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Thermal reclaimer developed to reduce energy costs.

A venture between a Canadian firm and three gas utility companies resulted in the creation of a stacked-bed sand recovery system.

The steady escalation in the use of chemical binders by foundries and the parallel need to reduce rising sand purchase and disposal costs are growing concerns for many metalcasters, even those not now pressed for dumping sites.

With the typical Canadian foundry spending $200,000-500,000 a year on sand-related expenses, economical sand reclamation has never been more vital, particularly for chemically bonded sands. As a joint venture between Gudgeon Brothers, Ltd., London, Ontario, and a consortium of three gas utilities over a four-year period, an energy-efficient sand reclamation furnace was developed to burn off the chemical binders to make chemically bonded sand reusable. The compact unit can be fired by natural or propane gas.

The system, developed initially in conjunction with Ontario's Union Gas Technology Transfer and Development department, is a compact, stacked-bed thermal reclamation unit that tackles energy concerns by achieving the lowest Btu/lb possible. By stacking the two beds, heat discharged from the lower cooling bed maintains temperatures in the upper heating bed. Hot gases leaving the top bed pass through a heat exchanger that preheats combustion air for the natural gas burners. Heat is constantly recycled to supplement the furnace burners and lower fuel consumption. A programmable logic controller (PLC) automatically scans and records the reclaimer's operations and a graphics panel displays the state of the machine in real time.

The combustion bed is positioned (stacked) directly above the cooling bed. The bed is fluidized when air is forced upwards through a bulk particulate such as sand. As the air flows around the sand, it begins to bubble and, at this point, the sand can flow like a liquid. A fluidized bed is ideal for transferring heat from combustion gases to sand, prompting good mixing and a uniform temperature. The sand can be held at a preset temperature for any time period.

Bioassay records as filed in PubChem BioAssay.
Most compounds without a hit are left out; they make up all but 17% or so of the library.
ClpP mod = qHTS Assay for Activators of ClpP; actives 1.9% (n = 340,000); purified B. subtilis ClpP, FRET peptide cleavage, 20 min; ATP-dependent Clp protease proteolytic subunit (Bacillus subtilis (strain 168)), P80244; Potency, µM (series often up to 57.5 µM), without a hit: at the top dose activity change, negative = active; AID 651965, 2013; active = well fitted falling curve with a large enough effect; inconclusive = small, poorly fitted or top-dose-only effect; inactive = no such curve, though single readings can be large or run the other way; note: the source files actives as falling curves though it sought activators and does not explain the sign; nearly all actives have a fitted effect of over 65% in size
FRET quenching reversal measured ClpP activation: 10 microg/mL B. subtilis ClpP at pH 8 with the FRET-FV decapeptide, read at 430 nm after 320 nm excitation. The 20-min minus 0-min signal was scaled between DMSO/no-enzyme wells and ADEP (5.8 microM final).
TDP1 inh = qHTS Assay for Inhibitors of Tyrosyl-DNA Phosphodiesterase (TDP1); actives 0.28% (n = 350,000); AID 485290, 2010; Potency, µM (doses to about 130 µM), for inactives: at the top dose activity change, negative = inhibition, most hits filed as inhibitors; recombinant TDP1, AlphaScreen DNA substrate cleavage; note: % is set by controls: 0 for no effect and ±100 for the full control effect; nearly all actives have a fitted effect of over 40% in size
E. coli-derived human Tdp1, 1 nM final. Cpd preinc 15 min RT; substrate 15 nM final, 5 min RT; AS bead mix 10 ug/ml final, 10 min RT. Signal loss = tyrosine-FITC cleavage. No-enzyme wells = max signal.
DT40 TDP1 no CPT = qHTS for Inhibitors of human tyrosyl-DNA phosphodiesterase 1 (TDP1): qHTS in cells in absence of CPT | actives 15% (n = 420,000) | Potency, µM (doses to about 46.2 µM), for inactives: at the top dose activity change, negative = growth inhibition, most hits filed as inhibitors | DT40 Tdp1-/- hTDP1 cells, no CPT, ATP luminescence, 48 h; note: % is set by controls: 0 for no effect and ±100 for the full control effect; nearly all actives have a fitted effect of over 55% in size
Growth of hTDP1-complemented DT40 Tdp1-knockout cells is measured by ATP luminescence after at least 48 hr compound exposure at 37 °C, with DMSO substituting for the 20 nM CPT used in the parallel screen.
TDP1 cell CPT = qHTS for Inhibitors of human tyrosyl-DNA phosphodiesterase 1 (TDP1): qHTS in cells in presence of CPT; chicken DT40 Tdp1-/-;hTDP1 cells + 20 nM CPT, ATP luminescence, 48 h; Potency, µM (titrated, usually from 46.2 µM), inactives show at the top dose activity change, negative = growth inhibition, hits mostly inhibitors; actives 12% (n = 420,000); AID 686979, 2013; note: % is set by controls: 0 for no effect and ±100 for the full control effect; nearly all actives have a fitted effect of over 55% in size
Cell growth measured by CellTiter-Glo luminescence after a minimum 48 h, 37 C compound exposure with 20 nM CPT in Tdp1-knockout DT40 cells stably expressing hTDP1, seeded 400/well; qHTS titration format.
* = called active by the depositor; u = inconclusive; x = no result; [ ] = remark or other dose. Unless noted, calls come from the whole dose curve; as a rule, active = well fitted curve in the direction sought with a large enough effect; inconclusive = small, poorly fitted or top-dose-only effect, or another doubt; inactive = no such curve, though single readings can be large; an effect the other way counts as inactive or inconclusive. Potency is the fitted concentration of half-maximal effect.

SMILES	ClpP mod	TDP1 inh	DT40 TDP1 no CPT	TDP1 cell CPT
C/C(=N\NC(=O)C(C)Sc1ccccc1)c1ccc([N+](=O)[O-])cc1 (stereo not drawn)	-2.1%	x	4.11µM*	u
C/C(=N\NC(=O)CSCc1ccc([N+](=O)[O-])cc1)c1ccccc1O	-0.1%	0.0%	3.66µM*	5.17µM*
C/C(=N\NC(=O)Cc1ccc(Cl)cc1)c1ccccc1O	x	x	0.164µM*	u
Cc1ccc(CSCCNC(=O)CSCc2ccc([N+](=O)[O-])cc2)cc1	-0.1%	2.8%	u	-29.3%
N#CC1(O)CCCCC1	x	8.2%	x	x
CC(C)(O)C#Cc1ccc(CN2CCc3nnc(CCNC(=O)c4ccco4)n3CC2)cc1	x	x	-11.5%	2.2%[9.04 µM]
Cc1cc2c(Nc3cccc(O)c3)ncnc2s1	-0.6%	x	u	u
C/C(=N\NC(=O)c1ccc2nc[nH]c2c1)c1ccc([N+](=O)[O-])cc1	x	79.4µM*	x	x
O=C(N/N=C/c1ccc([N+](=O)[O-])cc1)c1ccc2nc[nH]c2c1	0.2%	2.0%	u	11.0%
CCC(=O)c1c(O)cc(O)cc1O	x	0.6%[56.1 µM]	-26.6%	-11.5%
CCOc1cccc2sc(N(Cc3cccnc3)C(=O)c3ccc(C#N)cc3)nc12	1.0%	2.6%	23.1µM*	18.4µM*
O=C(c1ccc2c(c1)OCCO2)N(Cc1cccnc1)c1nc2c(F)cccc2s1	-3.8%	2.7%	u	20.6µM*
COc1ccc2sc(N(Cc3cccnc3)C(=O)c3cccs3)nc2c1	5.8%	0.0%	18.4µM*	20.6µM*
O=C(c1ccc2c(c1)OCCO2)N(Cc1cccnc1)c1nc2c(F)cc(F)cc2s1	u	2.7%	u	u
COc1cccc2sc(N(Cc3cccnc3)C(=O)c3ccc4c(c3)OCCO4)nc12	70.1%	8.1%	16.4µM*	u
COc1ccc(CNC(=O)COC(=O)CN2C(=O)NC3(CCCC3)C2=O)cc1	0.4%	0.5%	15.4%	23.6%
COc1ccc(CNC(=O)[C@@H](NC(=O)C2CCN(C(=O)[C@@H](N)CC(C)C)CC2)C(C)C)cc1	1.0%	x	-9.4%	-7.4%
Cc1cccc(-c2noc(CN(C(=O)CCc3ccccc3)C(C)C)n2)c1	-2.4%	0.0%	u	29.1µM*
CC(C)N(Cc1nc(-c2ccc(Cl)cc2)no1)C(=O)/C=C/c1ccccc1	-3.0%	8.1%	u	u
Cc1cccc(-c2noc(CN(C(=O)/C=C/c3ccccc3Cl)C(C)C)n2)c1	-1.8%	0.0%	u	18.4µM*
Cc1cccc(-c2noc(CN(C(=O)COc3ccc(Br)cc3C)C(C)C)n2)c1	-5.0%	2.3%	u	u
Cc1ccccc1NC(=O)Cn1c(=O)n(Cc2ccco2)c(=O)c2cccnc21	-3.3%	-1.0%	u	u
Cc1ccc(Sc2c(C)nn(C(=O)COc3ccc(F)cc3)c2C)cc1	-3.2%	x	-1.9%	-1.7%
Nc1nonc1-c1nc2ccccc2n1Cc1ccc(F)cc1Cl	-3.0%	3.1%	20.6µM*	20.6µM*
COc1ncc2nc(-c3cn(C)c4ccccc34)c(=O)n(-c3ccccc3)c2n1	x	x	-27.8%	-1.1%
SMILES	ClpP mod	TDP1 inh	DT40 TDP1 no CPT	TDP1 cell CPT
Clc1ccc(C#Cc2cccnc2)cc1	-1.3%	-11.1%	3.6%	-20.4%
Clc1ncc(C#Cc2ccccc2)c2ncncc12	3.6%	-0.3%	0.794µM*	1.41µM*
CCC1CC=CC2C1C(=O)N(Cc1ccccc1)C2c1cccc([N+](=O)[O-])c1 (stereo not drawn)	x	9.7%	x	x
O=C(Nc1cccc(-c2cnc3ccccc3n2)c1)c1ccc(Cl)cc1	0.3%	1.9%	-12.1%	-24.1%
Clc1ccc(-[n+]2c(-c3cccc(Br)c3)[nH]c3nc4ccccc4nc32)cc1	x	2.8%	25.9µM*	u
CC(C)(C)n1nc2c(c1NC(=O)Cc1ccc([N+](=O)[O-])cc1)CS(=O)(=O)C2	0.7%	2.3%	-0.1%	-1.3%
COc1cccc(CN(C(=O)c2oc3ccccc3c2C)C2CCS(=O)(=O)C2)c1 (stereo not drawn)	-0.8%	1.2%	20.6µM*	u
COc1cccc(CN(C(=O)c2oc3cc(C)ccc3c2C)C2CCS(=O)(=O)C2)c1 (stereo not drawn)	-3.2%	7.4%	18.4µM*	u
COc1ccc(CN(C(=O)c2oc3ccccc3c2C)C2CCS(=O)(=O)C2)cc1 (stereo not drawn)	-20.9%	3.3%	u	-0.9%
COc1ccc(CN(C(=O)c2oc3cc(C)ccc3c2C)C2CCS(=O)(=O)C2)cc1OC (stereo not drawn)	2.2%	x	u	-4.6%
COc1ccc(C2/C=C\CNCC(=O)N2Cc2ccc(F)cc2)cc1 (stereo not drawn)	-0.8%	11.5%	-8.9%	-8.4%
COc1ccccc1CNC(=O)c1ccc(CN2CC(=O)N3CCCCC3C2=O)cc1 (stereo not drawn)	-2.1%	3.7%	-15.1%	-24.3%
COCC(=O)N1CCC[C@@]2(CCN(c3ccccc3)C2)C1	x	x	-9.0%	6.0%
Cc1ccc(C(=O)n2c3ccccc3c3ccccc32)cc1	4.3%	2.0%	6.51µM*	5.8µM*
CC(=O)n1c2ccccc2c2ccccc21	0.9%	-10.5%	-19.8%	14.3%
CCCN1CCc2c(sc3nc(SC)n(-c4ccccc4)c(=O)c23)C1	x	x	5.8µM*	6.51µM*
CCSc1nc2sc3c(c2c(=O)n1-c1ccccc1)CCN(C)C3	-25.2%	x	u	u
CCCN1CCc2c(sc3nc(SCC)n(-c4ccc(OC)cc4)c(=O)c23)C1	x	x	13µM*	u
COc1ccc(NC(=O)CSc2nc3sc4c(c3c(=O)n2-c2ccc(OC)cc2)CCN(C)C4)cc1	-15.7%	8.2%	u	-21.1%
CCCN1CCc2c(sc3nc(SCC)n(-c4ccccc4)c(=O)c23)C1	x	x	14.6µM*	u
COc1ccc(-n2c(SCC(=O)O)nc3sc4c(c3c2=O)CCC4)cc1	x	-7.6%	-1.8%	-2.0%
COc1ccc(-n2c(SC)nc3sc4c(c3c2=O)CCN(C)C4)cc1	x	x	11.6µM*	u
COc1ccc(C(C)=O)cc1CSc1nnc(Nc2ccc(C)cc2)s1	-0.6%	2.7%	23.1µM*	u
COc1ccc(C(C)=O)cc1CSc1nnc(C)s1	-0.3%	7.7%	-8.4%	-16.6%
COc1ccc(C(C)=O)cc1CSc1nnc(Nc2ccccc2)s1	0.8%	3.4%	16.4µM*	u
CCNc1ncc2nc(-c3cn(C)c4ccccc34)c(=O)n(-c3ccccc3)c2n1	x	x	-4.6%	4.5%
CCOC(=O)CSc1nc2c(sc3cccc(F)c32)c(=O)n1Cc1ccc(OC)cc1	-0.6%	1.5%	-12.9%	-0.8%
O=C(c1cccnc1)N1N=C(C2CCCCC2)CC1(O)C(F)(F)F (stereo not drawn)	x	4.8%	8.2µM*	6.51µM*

An auger feeds resin-coated sand into the upper chamber, where it is heated by combustion gases from burners immersed in the bed. The sand quickly rises to the optimum combustion temperature of the resin, about 1250F. The excellent heat transfer of a fluidized bed rapidly breaks down sand lumps as the binder melts and is burned. The "boiling" action of the fluidized sand also causes an intergranular rubbing action (friction) between the sand grains. The combined action of the burning and intergranular friction completely removes the combustible chemical and dust residues.

After treatment in the upper fluidized bed, the clean, hot sand passes through a weir into a lower bed. It cools rapidly to 86F by fluidizing air and water-cooled tubes, and is ready for reuse.

Although some fluidized bed systems use electricity, it was discovered that hot gases transfer heat more efficiently than the solid surfaces of electric heating elements.

Figure 1 shows the relative simplicity of this design. Another larger unit for an Ohio foundry operates 24 hours/day to reclaim 72 tons of sand. Smaller units of similar design are being introduced for use in smaller foundries.

New sand costs average $30-50/ton and about $50-90/ton to dispose of waste sand. Environmental controls mandate that reclamation machines have measurable emissions from the heating/burning process that are below limits set by U.S. and Canadian environmental agencies.

New machines require no special operator skills and operate unattended except for required maintenance. Initial reclamation costs were set at $5/ton including factors for energy and maintenance. Foundries, however, have reported actual operational costs average much lower at about $3.60/ton.
COPYRIGHT 1993 American Foundry Society, Inc.
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Copyright 1993, Gale Group. All rights reserved. Gale Group is a Thomson Corporation Company.

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Author:Bex, Tom
Publication:Modern Casting
Date:May 1, 1993
Previous Article:Reclaiming chemically bonded sands: a technology review.
Next Article:Research, planning aid selection of sand reclamation system.

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